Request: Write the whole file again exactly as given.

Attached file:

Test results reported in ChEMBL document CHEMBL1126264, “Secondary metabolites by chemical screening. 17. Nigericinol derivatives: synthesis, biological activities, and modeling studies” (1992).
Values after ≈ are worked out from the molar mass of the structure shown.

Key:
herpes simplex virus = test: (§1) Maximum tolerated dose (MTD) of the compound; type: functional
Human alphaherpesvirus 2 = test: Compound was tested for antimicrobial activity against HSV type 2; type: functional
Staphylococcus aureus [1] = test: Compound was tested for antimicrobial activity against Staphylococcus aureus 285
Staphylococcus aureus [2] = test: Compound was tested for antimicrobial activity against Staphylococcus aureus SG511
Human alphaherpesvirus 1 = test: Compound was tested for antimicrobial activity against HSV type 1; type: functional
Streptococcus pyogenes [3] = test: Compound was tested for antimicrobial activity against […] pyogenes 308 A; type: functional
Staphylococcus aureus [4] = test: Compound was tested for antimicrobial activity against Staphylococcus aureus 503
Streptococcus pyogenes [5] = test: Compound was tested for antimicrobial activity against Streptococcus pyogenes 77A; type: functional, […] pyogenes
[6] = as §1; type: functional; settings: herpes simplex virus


Test results reported in ChEMBL document CHEMBL1126264, “Secondary metabolites by chemical screening. 17. Nigericinol derivatives: synthesis, biological activities, and modeling studies” (1992).
Values after ≈ are worked out from the molar mass of the structure shown.

Key:
herpes simplex virus = test: (§1) Maximum tolerated dose (MTD) of the compound; type: functional
Human alphaherpesvirus 2 = test: Compound was tested for antimicrobial activity against HSV type 2; type: functional
Staphylococcus aureus [1] = test: Compound was tested for antimicrobial activity against Staphylococcus aureus 285
Staphylococcus aureus [2] = test: Compound was tested for antimicrobial activity against Staphylococcus aureus SG511
Human alphaherpesvirus 1 = test: Compound was tested for antimicrobial activity against HSV type 1; type: functional
Streptococcus pyogenes [3] = test: Compound was tested for antimicrobial activity against […] pyogenes 308 A; type: functional
Staphylococcus aureus [4] = test: Compound was tested for antimicrobial activity against Staphylococcus aureus 503
Streptococcus pyogenes [5] = test: Compound was tested for antimicrobial activity against Streptococcus pyogenes 77A; type: functional, […] pyogenes
[6] = as §1; type: functional; settings: herpes simplex virus